One-fifth of mothers do not receive recommended antenatal corticosteroids before delivery of premature infants
Strong evidence demonstrates that antenatal corticosteroids during preterm labor reduce the incidence of respiratory distress syndrome and other secondary complications associated with prematurity. Yet, 20 percent of eligible mothers failed to receive indicated antenatal corticosteroid therapy, according to a study at three New York City hospitals. Of these women, 43 percent delivered more than 2 hours after admission and 33 percent delivered more than 4 hours after admission, indicating sufficient time to have treated them.
The failure to administer recommended steroids was related strongly to how long after admission the delivery took place. Seventy-nine women delivered within 2 hours of admission and 73 percent of them did not receive the therapy. By contrast, only 8 percent of those who delivered between six and eight hours after admission did not receive recommended corticosteroids. This may be because the National Institutes of Health (NIH) Consensus Statement (1994) supporting the use of antenatal corticosteroids excludes from its recommendation women for whom immediate delivery was anticipated. Many of the women who delivered within 2 hours of admission were probably expected to deliver immediately, note the researchers.
In this study, women whose cervixes were at a more advanced stage were also less likely to receive steroids, suggesting that physicians chose to withhold steroids from women for whom they anticipated immediate delivery. They were generally correct (if imprecise), but wrong one-third of the time, note the researchers. They state that incorporating a physician's capacity to predict the immediate future regarding the time of delivery may have inadvertently subverted the capacity of the NIH guideline to guide practice. They recommend that the NIH guideline may have been more effectively implemented had the statement suggested that steroids should be provided to all eligible women who do not deliver within a specific time period, such as 1 hour after admission. The other factors associated with failure to receive recommended therapy were lack of prenatal care, longer gestation, advanced cervical exam, and intact membranes at admission.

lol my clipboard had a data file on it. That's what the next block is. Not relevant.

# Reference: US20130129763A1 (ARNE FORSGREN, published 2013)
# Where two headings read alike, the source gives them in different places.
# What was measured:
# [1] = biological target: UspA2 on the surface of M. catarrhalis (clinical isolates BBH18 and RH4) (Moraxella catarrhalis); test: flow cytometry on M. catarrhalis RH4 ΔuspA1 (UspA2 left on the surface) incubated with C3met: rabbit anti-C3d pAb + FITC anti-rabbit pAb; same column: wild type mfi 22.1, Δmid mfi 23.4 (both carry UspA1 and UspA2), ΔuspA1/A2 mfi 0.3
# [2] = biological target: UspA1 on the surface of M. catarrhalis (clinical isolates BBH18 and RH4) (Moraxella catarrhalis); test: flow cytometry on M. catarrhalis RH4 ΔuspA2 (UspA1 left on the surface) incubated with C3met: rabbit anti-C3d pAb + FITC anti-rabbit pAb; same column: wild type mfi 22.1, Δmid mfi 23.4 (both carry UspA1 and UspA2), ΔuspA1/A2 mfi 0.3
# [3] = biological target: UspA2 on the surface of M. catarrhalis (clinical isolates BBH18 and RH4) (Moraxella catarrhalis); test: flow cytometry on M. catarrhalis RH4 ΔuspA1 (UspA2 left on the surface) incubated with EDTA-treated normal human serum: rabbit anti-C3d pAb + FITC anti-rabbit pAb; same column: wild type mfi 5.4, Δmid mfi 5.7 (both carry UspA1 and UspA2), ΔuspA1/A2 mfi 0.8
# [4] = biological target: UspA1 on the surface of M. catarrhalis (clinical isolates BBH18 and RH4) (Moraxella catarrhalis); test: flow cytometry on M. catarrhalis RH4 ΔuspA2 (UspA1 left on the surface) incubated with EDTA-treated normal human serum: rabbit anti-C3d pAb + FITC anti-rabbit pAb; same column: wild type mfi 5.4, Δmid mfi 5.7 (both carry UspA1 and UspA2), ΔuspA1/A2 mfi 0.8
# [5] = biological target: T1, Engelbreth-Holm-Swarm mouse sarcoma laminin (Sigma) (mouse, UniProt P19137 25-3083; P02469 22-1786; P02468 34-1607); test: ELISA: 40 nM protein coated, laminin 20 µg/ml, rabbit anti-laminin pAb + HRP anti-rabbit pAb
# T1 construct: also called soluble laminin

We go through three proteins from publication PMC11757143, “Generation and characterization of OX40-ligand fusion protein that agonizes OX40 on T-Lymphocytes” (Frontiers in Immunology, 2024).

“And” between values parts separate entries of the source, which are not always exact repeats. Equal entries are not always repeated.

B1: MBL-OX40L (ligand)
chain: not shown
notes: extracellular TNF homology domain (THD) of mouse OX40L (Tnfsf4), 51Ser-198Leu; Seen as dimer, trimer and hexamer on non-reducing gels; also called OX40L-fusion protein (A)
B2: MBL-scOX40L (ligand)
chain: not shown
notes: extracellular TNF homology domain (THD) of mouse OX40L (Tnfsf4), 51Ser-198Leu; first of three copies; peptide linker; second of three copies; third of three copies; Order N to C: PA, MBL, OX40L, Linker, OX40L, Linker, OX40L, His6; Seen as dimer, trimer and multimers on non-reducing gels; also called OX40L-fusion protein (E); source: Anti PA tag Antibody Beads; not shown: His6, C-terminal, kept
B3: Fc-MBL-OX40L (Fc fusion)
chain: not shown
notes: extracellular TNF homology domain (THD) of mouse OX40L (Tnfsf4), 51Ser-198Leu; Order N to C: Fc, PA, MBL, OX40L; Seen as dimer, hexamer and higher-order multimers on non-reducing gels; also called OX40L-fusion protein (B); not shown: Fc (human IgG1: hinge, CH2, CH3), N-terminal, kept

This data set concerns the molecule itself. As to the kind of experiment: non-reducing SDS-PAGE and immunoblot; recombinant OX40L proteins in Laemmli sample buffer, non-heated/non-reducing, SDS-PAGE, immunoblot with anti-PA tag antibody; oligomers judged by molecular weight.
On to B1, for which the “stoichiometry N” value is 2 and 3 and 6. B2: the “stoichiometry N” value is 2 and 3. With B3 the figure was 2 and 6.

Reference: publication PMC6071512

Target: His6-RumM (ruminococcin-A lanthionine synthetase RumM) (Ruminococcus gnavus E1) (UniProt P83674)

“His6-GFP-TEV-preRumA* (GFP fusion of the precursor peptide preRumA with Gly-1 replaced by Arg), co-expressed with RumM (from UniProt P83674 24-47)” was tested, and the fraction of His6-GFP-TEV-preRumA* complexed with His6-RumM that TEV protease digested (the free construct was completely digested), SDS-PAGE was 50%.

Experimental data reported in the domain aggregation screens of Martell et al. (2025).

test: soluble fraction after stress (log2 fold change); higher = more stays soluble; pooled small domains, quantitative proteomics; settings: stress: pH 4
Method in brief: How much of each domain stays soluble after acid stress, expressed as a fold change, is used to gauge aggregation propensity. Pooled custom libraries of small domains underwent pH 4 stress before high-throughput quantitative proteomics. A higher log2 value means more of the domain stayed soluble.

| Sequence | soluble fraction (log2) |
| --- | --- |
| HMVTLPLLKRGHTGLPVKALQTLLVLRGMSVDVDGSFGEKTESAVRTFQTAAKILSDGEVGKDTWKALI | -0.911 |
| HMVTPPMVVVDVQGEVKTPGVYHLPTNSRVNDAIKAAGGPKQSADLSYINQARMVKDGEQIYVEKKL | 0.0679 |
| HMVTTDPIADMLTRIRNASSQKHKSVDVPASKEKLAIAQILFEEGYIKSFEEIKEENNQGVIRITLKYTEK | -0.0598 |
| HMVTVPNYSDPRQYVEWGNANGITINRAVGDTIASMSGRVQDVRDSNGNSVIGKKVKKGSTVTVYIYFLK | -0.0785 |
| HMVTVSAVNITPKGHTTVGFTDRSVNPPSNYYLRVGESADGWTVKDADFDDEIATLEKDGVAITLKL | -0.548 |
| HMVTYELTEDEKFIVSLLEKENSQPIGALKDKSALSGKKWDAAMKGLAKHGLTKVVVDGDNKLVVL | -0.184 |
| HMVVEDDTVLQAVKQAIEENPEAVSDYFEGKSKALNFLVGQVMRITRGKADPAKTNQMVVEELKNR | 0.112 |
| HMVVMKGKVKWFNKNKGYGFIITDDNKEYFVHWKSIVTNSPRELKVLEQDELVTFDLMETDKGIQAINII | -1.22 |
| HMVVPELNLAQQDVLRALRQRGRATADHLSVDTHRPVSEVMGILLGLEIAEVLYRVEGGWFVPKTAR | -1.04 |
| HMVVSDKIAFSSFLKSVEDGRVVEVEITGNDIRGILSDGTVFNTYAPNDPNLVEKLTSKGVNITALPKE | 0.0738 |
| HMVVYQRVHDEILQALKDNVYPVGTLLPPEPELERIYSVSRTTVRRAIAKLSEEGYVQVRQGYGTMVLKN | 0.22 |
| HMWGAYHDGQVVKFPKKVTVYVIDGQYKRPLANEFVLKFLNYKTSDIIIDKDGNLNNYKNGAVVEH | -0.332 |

The study included 515 women eligible for antenatal corticosteroids, of whom 70 percent were black or Hispanic. Most were insured through Medicaid or a Medicaid HMO. This study was supported, in part, by the Agency for Healthcare Research and Quality (HS10859).
See "Approaching NIH guideline recommended care for maternal-infant health: Clinical failures to use recommended antenatal corticosteroids" by Elizabeth A. Howell, M.D., Joanne Stone, M.D., Lawrence C. Kleinman, M.D., and others in the 2010 Maternal and Child Health Journal 14, pp. 430-436.
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